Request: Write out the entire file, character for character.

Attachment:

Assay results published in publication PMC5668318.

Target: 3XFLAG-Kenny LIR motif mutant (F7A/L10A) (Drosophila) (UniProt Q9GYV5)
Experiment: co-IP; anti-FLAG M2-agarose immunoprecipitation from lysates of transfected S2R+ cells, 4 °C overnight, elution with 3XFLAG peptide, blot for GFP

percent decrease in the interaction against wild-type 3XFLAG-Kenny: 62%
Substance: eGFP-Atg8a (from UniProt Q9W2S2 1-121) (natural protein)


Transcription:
Assay results published in publication PMC5668318.

Target: 3XFLAG-Kenny LIR motif mutant (F7A/L10A) (Drosophila) (UniProt Q9GYV5)
Experiment: co-IP; anti-FLAG M2-agarose immunoprecipitation from lysates of transfected S2R+ cells, 4 °C overnight, elution with 3XFLAG peptide, blot for GFP

percent decrease in the interaction against wild-type 3XFLAG-Kenny: 62%
Substance: eGFP-Atg8a (from UniProt Q9W2S2 1-121) (natural protein)